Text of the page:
As has been stated elsewhere in this Notebook, the Albigenses and the Waldenses were the same people in doctrine and in origin. In this chapter we will note several historians' comments about them.
William Nevins writes: "On the French side of the Pyrenees was the little village of Abby in the province of Albigeois. Here came the Novatians and Donatists, and later the Paulicians, and later still, the Waldenses. But as they all held identical views, in opposition to the Roman Church, they mingled and blended into one harmonious whole, and became known as the Albigenses, from the town near which they lived, and then the name was given to others with like views that inhabited the surrounding provinces."1
Thomas Armitage writes: "They arose in Southern France early in the eleventh century and were first known as Publicani; but at last took their name from the city of Abbi, the center of the Albigeois district. They were first called Albigenses by Stephen Borbone, 1225."2
That this is the origin of the name Albigenses is the testimony of all the historians.
Our Baptist historians are almost all agreed that the Albigenses were, in doctrine, much like the Baptists of today. Rather than quote them all, I will give here a section from W. A. Jarrel. He quotes from many of them.
"To the charge that the Albigenses held to Manichaeism, I reply: (1) By reminding the reader of Vedder's words beginning this article. (2) That, as they are identical with the Paulicians, the refutation of this charge in Chapter XI., is the refutation of this charge against the Albigenses. (3) To this I add the following: Robinson, one of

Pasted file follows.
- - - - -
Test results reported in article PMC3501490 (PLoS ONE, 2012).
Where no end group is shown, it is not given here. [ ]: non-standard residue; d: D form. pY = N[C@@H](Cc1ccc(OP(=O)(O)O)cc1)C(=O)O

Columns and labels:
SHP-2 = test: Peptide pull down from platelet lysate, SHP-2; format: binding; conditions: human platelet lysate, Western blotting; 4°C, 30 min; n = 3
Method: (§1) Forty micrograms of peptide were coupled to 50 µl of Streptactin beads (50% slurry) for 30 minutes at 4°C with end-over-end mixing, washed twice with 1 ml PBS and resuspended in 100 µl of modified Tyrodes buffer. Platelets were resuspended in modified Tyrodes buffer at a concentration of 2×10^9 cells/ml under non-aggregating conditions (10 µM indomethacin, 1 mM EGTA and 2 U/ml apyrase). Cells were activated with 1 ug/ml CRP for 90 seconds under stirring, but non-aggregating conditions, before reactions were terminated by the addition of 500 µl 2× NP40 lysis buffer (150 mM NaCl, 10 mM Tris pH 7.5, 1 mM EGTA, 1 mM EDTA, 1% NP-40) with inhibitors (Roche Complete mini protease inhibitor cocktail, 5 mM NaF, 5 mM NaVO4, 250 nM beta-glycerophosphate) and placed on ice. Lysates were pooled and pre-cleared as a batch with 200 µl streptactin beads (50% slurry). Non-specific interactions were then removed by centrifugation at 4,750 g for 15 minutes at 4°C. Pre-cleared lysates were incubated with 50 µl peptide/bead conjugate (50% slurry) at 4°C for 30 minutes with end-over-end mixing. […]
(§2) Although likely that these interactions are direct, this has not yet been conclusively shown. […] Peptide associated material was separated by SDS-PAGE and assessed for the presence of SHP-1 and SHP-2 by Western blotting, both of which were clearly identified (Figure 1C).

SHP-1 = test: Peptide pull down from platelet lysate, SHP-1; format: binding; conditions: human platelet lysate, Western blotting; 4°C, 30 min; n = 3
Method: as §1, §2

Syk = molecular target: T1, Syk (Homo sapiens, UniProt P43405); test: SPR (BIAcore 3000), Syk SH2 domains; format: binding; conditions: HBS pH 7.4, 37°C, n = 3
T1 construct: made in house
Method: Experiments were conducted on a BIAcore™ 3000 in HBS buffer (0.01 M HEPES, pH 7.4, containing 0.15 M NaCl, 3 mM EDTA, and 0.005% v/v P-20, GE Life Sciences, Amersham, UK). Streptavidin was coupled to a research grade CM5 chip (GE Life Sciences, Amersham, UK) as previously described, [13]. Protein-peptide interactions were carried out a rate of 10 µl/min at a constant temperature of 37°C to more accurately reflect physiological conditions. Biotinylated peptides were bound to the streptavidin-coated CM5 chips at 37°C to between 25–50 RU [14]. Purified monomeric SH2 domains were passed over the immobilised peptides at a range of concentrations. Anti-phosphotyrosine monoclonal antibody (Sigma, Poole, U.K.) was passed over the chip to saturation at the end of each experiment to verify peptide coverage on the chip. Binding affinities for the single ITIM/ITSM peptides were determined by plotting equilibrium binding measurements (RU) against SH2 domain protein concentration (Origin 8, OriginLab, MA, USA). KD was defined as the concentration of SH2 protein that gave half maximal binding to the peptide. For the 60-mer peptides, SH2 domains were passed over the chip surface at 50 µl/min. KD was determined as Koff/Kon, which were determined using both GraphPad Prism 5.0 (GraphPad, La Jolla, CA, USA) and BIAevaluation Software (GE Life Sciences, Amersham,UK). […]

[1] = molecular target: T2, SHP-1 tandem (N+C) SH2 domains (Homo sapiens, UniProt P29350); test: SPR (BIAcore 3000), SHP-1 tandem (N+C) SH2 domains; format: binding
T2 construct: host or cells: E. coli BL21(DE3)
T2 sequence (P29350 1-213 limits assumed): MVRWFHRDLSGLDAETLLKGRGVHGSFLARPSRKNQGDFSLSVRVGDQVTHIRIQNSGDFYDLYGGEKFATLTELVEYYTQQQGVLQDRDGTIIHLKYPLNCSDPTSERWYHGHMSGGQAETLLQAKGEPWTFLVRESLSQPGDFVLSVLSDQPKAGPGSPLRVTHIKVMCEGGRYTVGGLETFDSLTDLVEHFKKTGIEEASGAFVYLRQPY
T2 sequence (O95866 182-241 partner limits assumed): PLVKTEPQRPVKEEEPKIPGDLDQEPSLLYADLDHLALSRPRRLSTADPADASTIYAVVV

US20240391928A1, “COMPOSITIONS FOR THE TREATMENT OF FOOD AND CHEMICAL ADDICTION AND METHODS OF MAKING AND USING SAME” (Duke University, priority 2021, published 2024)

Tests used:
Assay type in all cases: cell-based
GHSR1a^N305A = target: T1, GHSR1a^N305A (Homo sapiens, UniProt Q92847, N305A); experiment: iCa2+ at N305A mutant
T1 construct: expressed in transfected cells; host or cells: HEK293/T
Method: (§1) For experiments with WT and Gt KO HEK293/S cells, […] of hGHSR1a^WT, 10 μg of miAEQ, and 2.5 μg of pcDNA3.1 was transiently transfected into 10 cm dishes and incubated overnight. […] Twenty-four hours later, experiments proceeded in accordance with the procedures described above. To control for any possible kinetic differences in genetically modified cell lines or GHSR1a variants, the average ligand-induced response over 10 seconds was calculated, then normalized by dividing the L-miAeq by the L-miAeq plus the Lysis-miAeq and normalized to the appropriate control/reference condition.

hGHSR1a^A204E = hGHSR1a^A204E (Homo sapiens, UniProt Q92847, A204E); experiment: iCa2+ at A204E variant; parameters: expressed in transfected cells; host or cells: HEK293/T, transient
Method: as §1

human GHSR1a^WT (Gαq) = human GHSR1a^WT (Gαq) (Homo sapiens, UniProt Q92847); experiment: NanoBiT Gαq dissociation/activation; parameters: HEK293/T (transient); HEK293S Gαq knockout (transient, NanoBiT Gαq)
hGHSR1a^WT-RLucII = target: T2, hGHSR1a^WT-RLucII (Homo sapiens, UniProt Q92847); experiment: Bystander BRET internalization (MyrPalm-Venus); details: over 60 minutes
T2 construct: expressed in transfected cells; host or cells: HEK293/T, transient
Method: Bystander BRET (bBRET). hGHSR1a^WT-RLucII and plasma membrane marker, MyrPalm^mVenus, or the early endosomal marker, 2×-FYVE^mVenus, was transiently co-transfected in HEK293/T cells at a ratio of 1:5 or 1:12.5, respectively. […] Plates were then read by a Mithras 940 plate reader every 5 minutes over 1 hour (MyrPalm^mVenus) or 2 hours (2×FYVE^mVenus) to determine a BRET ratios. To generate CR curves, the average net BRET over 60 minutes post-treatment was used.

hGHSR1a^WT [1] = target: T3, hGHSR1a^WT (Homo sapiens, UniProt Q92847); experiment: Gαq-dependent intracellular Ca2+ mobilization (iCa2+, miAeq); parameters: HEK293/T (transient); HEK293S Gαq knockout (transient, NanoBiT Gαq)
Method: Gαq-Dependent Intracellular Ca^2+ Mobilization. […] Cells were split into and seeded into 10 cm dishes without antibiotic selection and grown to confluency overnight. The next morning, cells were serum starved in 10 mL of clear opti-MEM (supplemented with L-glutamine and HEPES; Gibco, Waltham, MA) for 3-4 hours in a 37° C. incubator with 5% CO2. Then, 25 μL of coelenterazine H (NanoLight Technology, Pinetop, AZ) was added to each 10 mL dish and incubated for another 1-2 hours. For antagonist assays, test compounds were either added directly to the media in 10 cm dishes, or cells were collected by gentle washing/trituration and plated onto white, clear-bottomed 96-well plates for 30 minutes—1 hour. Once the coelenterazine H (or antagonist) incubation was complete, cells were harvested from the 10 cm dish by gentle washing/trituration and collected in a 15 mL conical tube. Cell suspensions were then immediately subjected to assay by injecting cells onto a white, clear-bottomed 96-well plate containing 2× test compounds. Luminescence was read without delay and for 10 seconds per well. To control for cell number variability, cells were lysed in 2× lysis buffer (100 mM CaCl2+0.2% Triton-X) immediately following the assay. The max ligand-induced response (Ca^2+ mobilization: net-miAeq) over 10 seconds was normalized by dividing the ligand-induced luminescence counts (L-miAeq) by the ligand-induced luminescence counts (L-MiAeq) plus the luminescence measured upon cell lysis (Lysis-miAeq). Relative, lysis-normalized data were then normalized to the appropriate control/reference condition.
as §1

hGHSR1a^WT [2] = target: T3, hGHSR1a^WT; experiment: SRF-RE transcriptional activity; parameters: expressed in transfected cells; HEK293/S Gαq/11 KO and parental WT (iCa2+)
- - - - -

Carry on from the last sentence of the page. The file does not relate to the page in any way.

the most careful and reliable historians, did not sufficiently credit that charge to affirm it. His cautious words are: "The Albigenses were Manichaeans, or nearly so," "Nearly so" is not "so." There are certain modified forms of Manichaeism which, while erroneous, would not unchurch any party. Mosheim says that those who held to Manichaeism held it "differently interpreted and modified by different doctors." Prof. Carl Schmidt says: "The representations which Roman Catholic writers, their bitter enemies, have given them, are highly exaggerated." Even admitting them slightly tainted with Manichaeism, since they lived in an age of little thought and learning, it would no more affect their claims to be churches of Christ than slight errors of the head, especially of the unlearned, now unchurch. (4) But there is no proof conclusive that the Albigenses were so much as tainted with Manichaeism. Wadington, speaking of the great Romish controversialists attempt to blacken their characters, (Bishop Bossuett) observes: "He has failed to prove their Manichaean doctrine."
.... He calls them indeed "new" Manichaeans and admits that 'they had softened some of their errors.' But they had parted with the characteristic error, or in fact they never held it." On p. 291 Wadington observes: "Manichaeism was the frightful term employed to express their delinquency; but it is more probable that their real offence was the adoption of certain mystical notions, proceeding, indeed, from the feelings of the most earnest piety, but too spiritual to be tolerated in that age in that church."
Though the charge that the Albigenses rejected marriage, baptism and the supper has been refuted in page 119, refuting the same charge against them under the name Paulicians, the readers will notice that these charges are, incidentally, further refuted in the following: The Encyclopedia Britannica says of them: "The statement that they rejected marriage, often made by the Roman Catholics, has probably no other foundation in fact than that they denied marriage as a sacrament; and many other statements of their doctrines must be received at least with suspicion, as coming from prejudiced and implacable opponents."